Pope Saint Hormisdas (514–523)
The doctrine of the incorrupt birth is repeated in the Magisterium of Pope St. Hormisdas. In the doctrinal letter Inter ea quae to the Byzantine Emperor Justin I (518–527), the Pontiff expresses doctrines regarding the Trinity and the Incarnation. In treating the latter, he makes reference to the virginal birth of Christ: He who before time was the Son of God, was born in time “in the manner of a human being, opening the Mother’s womb by his birth and yet not damaging the virginity of the Mother by the power of the Godhead. The mystery was entirely worthy of the birth of God, whereby he who brought about conception without human seed should keep the birth from violation (corruptione).” The edition reproduced by Migne reads “not opening (non aperiens) the mother’s womb,” but this is an editor’s correction without any manuscript support. It is time to stop quoting the outdated edition.
The text must instead be explained as it stands, and this does not present any great difficulty. The Pontiff is simply repeating the affirmation of Luke 2:23, in the sense that the Son of God was Mary’s firstborn. If the power of God is necessary to avoid taking away the mother’s virginity, then virginity must have a physical aspect that can only be preserved in childbirth by a miracle. The references to the power of God and to a mystery of God being born make it clear that this is not a purely natural birth. Rather, it is a true human birth (born “in the manner of a human being”), but realized in a mode accessible only to divine omnipotence. Such a birth — one without corruption — was truly worthy of God, who, as St. Leo said, is Incorruption.
Saint Fulgentius of Ruspe (†527)
St. Fulgentius of Ruspe writes that Christ was “truly conceived and born according to the flesh, inasmuch as the Virgin, in an indescribable manner, conceived and bore the God of heaven, and remained inviolate, Virgin and Mother, … because She neither had nor desired any commerce of man but, while retaining a virginity both of mind and body, She received from Him whom She was about to conceive and bear the gift of uncorrupted fruitfulness and of fruitful integrity.” Here is another in the chain of witnesses to the virginitas in partu in the traditional sense. St. Fulgentius sees no contrast between Mary’s inviolate virginity and Christ’s being truly born. He affirms that Mary’s virginity is a matter both of the soul (mentis) and of the body. He does not reduce virginity to either aspect.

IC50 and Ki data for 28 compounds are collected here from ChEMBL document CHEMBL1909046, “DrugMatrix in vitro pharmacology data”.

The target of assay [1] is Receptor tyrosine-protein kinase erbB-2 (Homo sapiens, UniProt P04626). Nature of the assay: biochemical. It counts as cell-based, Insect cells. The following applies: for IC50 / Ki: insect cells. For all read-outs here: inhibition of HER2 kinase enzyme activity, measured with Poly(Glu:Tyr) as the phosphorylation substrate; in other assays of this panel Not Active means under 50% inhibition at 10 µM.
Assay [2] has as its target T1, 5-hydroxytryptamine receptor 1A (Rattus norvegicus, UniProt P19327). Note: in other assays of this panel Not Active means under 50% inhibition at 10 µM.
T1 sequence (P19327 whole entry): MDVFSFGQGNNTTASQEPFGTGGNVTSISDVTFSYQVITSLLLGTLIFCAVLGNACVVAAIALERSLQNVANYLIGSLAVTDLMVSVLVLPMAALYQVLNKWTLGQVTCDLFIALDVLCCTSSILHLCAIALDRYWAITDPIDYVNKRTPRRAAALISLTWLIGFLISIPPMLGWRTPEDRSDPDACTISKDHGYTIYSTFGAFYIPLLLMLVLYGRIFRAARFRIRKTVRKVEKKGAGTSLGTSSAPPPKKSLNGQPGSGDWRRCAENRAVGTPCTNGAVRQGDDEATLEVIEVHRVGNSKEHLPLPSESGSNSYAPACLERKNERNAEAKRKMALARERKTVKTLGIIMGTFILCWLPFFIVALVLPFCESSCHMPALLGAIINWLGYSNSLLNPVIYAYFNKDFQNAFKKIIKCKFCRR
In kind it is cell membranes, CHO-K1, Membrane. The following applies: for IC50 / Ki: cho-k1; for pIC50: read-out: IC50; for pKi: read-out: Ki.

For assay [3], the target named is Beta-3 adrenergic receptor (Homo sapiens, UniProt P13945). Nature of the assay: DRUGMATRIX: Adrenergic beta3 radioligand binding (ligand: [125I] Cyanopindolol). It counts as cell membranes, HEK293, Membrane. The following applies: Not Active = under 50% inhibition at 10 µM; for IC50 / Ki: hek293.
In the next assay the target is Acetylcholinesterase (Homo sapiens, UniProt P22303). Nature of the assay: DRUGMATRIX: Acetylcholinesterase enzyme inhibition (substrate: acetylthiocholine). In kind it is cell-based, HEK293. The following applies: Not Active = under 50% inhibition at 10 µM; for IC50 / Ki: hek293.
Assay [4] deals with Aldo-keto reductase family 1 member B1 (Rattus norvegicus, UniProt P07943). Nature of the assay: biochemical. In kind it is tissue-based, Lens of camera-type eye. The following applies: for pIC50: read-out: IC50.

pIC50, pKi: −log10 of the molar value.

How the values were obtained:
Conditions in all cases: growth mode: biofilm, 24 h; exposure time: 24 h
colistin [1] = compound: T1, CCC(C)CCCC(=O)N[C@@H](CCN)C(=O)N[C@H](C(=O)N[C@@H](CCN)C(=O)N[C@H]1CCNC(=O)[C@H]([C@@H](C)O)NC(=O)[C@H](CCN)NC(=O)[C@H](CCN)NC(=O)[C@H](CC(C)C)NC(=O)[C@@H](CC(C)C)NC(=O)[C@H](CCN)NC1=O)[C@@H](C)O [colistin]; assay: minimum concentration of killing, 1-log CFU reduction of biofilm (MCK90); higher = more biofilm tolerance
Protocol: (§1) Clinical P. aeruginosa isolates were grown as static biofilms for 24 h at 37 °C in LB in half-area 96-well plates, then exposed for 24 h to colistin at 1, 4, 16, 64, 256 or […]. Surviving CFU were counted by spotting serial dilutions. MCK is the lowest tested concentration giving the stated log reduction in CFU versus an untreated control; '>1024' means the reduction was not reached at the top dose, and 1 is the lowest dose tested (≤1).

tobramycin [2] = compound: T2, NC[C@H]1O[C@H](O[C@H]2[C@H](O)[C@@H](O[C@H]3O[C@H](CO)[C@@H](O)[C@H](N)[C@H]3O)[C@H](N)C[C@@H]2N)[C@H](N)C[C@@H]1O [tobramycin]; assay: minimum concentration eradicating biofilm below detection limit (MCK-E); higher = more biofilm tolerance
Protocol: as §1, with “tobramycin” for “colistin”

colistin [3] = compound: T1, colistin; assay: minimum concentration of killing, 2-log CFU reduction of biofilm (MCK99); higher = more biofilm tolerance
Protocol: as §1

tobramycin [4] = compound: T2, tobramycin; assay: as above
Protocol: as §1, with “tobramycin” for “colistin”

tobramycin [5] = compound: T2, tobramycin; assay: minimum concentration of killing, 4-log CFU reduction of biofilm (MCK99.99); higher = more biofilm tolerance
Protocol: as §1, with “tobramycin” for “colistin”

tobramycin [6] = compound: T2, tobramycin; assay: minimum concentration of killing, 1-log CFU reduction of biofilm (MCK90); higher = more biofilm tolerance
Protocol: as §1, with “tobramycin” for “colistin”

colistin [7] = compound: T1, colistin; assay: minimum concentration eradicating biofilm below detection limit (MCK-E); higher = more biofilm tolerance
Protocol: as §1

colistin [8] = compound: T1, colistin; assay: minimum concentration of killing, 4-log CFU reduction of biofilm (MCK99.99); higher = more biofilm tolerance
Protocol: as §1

Saint Sophronius of Jerusalem (†638)
Shortly before the dogma was defined in the West, we have another important witness to it in the East, in the letter that St. Sophronius of Jerusalem drew up in a synod in the same year he became patriarch of that city (634). This letter is included in the acts of the Third Council of Constantinople (680–681). In it, he explains at length the doctrine of the two energies or operations in Christ against the Monoenergist compromise (between Chalcedon and Monophysitism) that Sergius I of Constantinople (†638) had proposed. Among the “sublime and preeminent indications” of Christ’s divinity, St. Sophronius mentions “His being conceived without seed, … the undespoiling (aphthoros) birth, the immaculate (achrantos) virginity, which was unblemished before the birth, during the birth, and after the birth.” Like many other Fathers, Sophronius sees Mary’s perpetual virginity as a sign of Her Son’s divinity. He uses the classic triple formula (before, during, after) of the perpetual virginity, in the same context of opposing Monothelitism in which this doctrine would be defined fifteen years later. The definition will not use that formula, but it will use the adverb corresponding to the adjective that Sophronius uses to qualify the birth.